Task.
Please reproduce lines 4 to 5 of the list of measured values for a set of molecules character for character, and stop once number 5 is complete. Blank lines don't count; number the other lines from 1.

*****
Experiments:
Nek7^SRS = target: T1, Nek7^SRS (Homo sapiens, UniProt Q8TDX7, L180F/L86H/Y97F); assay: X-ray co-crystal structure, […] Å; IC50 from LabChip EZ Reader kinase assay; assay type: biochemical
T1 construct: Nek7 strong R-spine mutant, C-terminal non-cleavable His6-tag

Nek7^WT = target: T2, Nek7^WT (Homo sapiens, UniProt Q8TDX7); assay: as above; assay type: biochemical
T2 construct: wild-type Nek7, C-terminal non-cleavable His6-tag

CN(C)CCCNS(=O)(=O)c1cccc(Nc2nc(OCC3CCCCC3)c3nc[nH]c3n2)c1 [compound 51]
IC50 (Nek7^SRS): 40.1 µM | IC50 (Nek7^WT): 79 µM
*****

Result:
Nek7^WT = target: T2, Nek7^WT (Homo sapiens, UniProt Q8TDX7); assay: as above; assay type: biochemical
T2 construct: wild-type Nek7, C-terminal non-cleavable His6-tag